A dislocated shoulder occurs when the humerus separates from the scapula at the glenohumeral joint. The shoulder joint has the greatest range of motion of any joint in the body and as a result is particularly susceptible to dislocation and subluxation. Approximately half of major joint dislocations seen in emergency departments are of the shoulder. Partial dislocation of the shoulder is referred to as subluxation.
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Other articles related to "dislocated shoulder, shoulder, shoulders":
... long been the focus of conservative treatment for the unstable shoulder and in many cases is advocated as a substitute for surgical stabilization ... that inspired the Matsen and Harryman classification of shoulder instability, TUBS (traumatic, unidirectional, Bankart, and usually requiring surgery) and AMBRI (atraumatic, multidirectional, bilateral ... of capsuloligamentous injuries that disturb normal anatomy and leave shoulders too structurally compromised to respond to conservative treatment ...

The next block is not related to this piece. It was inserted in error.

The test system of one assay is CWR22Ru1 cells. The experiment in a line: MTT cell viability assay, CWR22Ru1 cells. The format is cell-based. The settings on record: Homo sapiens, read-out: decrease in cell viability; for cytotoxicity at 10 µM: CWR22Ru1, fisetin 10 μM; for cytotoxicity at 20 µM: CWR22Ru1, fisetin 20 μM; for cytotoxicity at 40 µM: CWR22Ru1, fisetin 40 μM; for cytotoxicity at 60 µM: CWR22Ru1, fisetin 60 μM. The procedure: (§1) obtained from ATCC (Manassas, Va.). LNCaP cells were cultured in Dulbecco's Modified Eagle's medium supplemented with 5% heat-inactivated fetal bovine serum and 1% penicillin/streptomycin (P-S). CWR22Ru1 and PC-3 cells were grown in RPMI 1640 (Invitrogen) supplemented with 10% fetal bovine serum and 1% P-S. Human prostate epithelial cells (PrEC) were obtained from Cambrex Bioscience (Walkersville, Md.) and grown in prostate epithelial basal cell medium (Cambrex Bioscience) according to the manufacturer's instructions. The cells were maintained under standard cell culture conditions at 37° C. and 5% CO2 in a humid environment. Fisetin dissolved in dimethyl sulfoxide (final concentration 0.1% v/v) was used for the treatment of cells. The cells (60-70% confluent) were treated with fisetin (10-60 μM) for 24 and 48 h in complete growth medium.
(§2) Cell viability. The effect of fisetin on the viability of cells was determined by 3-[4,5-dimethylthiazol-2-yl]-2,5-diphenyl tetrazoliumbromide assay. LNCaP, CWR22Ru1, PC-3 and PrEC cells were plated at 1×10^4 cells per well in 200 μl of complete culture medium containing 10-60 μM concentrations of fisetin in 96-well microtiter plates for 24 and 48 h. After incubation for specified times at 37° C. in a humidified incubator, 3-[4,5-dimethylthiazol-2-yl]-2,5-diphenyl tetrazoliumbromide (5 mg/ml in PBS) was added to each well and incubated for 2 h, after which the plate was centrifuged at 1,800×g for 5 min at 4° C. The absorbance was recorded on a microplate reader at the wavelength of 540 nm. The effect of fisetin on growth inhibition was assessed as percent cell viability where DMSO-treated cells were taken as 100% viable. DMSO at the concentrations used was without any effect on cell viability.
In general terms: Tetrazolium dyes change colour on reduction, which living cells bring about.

... that it takes at least four to six weeks for the labrum to re-attach itself to the scapula bone (shoulder blade), and probably another four to six weeks to get strong ... Once the labrum has healed to the rim of the shoulder blade, it should see stress very gradually so that it can gather strength ... However, a vast majority of patients have full function of the shoulder after labrum repair, and most patients can return to their previous level of ...
Famous quotes containing the word shoulder:
“America Im putting my queer shoulder to the wheel.”
—Allen Ginsberg (b. 1926)